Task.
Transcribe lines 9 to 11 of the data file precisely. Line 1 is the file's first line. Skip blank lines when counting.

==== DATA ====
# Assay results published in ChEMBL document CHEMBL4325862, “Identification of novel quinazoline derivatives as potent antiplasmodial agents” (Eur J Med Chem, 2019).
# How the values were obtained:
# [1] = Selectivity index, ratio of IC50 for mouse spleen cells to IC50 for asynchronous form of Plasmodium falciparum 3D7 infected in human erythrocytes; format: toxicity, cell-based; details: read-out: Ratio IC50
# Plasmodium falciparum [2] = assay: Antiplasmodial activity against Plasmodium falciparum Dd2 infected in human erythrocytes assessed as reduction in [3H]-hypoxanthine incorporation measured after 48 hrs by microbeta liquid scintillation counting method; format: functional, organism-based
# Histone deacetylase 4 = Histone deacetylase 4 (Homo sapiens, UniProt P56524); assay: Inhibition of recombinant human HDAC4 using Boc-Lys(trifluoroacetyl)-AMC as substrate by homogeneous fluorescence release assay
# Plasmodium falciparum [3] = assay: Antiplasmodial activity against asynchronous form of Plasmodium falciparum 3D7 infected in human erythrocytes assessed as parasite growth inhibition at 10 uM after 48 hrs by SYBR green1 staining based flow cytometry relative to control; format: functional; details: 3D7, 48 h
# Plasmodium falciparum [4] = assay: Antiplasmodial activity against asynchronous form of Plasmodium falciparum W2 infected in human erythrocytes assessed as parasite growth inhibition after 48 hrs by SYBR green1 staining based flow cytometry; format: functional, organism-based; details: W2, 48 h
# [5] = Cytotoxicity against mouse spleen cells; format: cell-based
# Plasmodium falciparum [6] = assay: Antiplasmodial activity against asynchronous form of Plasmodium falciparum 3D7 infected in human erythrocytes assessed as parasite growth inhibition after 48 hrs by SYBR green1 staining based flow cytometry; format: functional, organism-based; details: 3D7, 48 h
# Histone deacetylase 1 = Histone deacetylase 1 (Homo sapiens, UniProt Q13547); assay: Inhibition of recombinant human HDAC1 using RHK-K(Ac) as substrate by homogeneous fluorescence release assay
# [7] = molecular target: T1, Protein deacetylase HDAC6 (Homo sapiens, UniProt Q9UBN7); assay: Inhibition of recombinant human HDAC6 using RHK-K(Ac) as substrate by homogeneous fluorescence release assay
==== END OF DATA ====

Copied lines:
# Plasmodium falciparum [6] = assay: Antiplasmodial activity against asynchronous form of Plasmodium falciparum 3D7 infected in human erythrocytes assessed as parasite growth inhibition after 48 hrs by SYBR green1 staining based flow cytometry; format: functional, organism-based; details: 3D7, 48 h
# Histone deacetylase 1 = Histone deacetylase 1 (Homo sapiens, UniProt Q13547); assay: Inhibition of recombinant human HDAC1 using RHK-K(Ac) as substrate by homogeneous fluorescence release assay
# [7] = molecular target: T1, Protein deacetylase HDAC6 (Homo sapiens, UniProt Q9UBN7); assay: Inhibition of recombinant human HDAC6 using RHK-K(Ac) as substrate by homogeneous fluorescence release assay